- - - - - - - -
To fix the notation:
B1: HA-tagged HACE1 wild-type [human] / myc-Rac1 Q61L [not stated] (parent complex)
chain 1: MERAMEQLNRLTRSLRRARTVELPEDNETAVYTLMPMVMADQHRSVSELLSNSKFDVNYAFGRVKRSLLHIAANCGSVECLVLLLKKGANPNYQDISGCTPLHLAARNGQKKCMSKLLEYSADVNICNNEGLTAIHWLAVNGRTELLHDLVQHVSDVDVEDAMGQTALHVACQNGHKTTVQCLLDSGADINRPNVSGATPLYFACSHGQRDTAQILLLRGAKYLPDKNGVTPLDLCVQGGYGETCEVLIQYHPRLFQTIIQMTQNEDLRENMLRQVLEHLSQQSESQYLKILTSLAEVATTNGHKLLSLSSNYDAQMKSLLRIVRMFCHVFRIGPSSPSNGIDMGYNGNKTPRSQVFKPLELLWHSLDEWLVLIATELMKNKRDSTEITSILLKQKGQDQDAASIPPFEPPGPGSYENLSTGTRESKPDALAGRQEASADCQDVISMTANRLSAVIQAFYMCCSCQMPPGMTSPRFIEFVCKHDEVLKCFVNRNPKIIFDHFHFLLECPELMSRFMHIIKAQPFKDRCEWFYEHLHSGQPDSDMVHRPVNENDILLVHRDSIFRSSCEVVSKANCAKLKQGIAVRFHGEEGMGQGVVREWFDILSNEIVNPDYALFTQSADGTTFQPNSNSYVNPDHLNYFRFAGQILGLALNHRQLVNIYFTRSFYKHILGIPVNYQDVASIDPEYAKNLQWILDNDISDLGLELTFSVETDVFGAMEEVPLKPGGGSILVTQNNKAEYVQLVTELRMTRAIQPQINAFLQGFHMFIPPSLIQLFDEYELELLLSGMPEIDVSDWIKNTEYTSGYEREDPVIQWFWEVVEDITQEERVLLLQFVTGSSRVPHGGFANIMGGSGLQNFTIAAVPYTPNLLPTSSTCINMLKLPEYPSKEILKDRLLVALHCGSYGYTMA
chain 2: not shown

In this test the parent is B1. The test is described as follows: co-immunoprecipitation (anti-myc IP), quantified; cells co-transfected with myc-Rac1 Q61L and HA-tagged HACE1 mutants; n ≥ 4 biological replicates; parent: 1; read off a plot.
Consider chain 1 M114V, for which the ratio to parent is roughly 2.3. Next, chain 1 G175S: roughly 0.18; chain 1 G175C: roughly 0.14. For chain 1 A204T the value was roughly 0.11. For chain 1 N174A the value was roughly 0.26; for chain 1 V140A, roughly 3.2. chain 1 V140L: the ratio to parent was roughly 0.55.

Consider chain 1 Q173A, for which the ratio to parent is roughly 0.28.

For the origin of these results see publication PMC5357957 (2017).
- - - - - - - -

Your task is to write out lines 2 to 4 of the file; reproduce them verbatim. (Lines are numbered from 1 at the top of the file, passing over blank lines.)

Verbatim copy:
B1: HA-tagged HACE1 wild-type [human] / myc-Rac1 Q61L [not stated] (parent complex)
chain 1: MERAMEQLNRLTRSLRRARTVELPEDNETAVYTLMPMVMADQHRSVSELLSNSKFDVNYAFGRVKRSLLHIAANCGSVECLVLLLKKGANPNYQDISGCTPLHLAARNGQKKCMSKLLEYSADVNICNNEGLTAIHWLAVNGRTELLHDLVQHVSDVDVEDAMGQTALHVACQNGHKTTVQCLLDSGADINRPNVSGATPLYFACSHGQRDTAQILLLRGAKYLPDKNGVTPLDLCVQGGYGETCEVLIQYHPRLFQTIIQMTQNEDLRENMLRQVLEHLSQQSESQYLKILTSLAEVATTNGHKLLSLSSNYDAQMKSLLRIVRMFCHVFRIGPSSPSNGIDMGYNGNKTPRSQVFKPLELLWHSLDEWLVLIATELMKNKRDSTEITSILLKQKGQDQDAASIPPFEPPGPGSYENLSTGTRESKPDALAGRQEASADCQDVISMTANRLSAVIQAFYMCCSCQMPPGMTSPRFIEFVCKHDEVLKCFVNRNPKIIFDHFHFLLECPELMSRFMHIIKAQPFKDRCEWFYEHLHSGQPDSDMVHRPVNENDILLVHRDSIFRSSCEVVSKANCAKLKQGIAVRFHGEEGMGQGVVREWFDILSNEIVNPDYALFTQSADGTTFQPNSNSYVNPDHLNYFRFAGQILGLALNHRQLVNIYFTRSFYKHILGIPVNYQDVASIDPEYAKNLQWILDNDISDLGLELTFSVETDVFGAMEEVPLKPGGGSILVTQNNKAEYVQLVTELRMTRAIQPQINAFLQGFHMFIPPSLIQLFDEYELELLLSGMPEIDVSDWIKNTEYTSGYEREDPVIQWFWEVVEDITQEERVLLLQFVTGSSRVPHGGFANIMGGSGLQNFTIAAVPYTPNLLPTSSTCINMLKLPEYPSKEILKDRLLVALHCGSYGYTMA
chain 2: not shown